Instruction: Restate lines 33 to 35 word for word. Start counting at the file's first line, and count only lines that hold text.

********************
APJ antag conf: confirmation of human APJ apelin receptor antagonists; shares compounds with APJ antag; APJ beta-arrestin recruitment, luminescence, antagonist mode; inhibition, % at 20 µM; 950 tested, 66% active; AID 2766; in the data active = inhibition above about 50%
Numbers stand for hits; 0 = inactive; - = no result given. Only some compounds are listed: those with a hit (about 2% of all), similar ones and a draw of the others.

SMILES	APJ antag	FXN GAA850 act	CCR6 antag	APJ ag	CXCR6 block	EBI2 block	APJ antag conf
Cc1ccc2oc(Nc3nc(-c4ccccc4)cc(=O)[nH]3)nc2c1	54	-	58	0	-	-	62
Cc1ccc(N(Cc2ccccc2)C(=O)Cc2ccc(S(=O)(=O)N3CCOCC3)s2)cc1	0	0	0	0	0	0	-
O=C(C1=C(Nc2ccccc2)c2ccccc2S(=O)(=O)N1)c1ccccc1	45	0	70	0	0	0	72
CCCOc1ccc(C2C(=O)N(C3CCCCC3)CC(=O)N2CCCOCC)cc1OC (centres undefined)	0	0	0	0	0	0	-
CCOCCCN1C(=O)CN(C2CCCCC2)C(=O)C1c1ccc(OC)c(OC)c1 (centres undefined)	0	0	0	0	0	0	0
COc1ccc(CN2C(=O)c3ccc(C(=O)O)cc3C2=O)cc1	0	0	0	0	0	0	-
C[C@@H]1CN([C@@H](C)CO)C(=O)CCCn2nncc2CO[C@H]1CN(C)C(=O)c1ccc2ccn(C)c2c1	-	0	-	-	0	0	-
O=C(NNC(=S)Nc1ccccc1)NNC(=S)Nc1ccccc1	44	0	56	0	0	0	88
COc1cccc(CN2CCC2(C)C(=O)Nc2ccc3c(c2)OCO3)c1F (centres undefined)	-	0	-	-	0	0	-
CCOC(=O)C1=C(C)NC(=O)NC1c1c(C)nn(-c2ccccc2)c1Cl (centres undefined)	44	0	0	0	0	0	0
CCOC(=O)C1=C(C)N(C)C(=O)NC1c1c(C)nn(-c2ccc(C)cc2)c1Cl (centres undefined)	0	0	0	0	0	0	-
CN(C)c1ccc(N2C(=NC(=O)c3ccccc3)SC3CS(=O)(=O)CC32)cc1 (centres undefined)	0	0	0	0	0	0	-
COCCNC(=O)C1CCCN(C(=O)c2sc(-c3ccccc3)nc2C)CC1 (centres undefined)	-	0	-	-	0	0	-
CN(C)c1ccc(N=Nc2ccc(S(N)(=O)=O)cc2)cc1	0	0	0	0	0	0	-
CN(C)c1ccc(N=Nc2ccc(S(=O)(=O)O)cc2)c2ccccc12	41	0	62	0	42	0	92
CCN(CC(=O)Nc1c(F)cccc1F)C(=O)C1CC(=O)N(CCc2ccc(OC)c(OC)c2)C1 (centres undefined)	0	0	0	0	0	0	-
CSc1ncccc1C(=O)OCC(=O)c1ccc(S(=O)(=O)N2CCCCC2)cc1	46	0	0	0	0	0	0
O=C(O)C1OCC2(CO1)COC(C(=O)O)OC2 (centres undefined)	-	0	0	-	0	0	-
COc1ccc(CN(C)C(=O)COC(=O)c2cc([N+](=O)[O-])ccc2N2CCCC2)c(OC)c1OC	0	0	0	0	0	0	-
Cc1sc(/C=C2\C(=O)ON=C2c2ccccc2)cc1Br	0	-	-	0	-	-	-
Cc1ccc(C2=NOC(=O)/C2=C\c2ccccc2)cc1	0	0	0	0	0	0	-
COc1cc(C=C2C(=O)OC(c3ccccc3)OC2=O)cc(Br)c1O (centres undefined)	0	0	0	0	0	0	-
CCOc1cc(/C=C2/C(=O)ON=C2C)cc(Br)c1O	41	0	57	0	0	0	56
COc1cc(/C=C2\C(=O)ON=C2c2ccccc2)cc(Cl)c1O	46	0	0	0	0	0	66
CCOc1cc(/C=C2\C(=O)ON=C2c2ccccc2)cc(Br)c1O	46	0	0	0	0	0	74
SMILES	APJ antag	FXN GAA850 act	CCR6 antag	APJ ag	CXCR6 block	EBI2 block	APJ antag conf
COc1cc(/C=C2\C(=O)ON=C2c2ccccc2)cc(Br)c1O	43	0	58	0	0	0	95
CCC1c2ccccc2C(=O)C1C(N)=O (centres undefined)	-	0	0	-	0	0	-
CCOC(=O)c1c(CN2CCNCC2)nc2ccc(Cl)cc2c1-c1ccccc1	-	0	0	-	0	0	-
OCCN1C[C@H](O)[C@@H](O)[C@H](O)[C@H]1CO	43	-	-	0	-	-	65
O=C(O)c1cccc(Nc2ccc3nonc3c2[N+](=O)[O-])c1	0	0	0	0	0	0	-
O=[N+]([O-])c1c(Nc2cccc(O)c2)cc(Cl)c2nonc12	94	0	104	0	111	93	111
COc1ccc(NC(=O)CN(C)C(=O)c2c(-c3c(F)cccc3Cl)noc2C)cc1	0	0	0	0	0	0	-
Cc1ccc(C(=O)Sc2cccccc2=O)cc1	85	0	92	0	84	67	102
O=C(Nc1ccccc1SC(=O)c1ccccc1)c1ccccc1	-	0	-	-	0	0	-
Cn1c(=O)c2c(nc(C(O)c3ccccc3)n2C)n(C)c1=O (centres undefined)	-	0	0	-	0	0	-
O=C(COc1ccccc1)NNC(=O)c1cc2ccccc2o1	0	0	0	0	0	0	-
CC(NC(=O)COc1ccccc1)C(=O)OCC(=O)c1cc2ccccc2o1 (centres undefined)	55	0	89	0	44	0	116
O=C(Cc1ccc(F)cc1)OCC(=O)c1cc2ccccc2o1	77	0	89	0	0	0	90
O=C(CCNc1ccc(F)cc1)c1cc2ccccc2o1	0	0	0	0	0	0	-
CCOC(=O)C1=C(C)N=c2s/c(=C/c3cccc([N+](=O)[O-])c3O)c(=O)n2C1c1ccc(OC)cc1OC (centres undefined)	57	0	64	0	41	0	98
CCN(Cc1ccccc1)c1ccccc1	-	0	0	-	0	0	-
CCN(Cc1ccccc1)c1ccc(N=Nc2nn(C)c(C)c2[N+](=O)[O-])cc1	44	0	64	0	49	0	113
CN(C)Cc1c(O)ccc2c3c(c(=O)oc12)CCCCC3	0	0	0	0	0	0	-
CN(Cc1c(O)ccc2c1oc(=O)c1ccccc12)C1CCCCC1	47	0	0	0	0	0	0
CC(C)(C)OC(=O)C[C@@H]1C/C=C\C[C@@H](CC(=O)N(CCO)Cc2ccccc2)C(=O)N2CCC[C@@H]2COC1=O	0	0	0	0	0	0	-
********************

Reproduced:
OCCN1C[C@H](O)[C@@H](O)[C@H](O)[C@H]1CO	43	-	-	0	-	-	65
O=C(O)c1cccc(Nc2ccc3nonc3c2[N+](=O)[O-])c1	0	0	0	0	0	0	-
O=[N+]([O-])c1c(Nc2cccc(O)c2)cc(Cl)c2nonc12	94	0	104	0	111	93	111